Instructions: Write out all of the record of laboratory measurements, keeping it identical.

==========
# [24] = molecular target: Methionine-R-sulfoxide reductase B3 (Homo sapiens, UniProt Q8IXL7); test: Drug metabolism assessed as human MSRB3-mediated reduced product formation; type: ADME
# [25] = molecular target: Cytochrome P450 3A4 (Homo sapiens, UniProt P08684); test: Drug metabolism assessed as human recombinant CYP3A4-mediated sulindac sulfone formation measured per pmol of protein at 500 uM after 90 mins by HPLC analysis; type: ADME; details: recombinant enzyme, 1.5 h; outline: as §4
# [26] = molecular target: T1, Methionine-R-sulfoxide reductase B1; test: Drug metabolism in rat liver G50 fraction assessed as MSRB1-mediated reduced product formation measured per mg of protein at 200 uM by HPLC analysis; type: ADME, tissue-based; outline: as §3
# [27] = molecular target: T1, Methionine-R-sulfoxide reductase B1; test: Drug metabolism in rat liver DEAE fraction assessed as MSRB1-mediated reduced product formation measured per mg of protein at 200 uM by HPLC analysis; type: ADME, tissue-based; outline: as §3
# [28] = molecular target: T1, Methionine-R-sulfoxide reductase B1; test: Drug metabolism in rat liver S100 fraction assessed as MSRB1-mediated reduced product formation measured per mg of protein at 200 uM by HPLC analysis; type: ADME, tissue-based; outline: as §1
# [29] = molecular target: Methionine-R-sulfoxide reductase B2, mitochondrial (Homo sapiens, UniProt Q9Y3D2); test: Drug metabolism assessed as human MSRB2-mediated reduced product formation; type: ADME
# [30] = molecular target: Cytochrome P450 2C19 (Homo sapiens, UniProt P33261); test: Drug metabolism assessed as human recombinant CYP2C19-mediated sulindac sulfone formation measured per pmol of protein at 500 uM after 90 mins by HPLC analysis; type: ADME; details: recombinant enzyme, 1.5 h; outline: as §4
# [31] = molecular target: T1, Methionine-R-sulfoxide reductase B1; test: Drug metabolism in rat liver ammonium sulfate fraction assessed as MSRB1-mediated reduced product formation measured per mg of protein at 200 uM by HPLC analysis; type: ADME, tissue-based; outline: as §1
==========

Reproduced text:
# [24] = molecular target: Methionine-R-sulfoxide reductase B3 (Homo sapiens, UniProt Q8IXL7); test: Drug metabolism assessed as human MSRB3-mediated reduced product formation; type: ADME
# [25] = molecular target: Cytochrome P450 3A4 (Homo sapiens, UniProt P08684); test: Drug metabolism assessed as human recombinant CYP3A4-mediated sulindac sulfone formation measured per pmol of protein at 500 uM after 90 mins by HPLC analysis; type: ADME; details: recombinant enzyme, 1.5 h; outline: as §4
# [26] = molecular target: T1, Methionine-R-sulfoxide reductase B1; test: Drug metabolism in rat liver G50 fraction assessed as MSRB1-mediated reduced product formation measured per mg of protein at 200 uM by HPLC analysis; type: ADME, tissue-based; outline: as §3
# [27] = molecular target: T1, Methionine-R-sulfoxide reductase B1; test: Drug metabolism in rat liver DEAE fraction assessed as MSRB1-mediated reduced product formation measured per mg of protein at 200 uM by HPLC analysis; type: ADME, tissue-based; outline: as §3
# [28] = molecular target: T1, Methionine-R-sulfoxide reductase B1; test: Drug metabolism in rat liver S100 fraction assessed as MSRB1-mediated reduced product formation measured per mg of protein at 200 uM by HPLC analysis; type: ADME, tissue-based; outline: as §1
# [29] = molecular target: Methionine-R-sulfoxide reductase B2, mitochondrial (Homo sapiens, UniProt Q9Y3D2); test: Drug metabolism assessed as human MSRB2-mediated reduced product formation; type: ADME
# [30] = molecular target: Cytochrome P450 2C19 (Homo sapiens, UniProt P33261); test: Drug metabolism assessed as human recombinant CYP2C19-mediated sulindac sulfone formation measured per pmol of protein at 500 uM after 90 mins by HPLC analysis; type: ADME; details: recombinant enzyme, 1.5 h; outline: as §4
# [31] = molecular target: T1, Methionine-R-sulfoxide reductase B1; test: Drug metabolism in rat liver ammonium sulfate fraction assessed as MSRB1-mediated reduced product formation measured per mg of protein at 200 uM by HPLC analysis; type: ADME, tissue-based; outline: as §1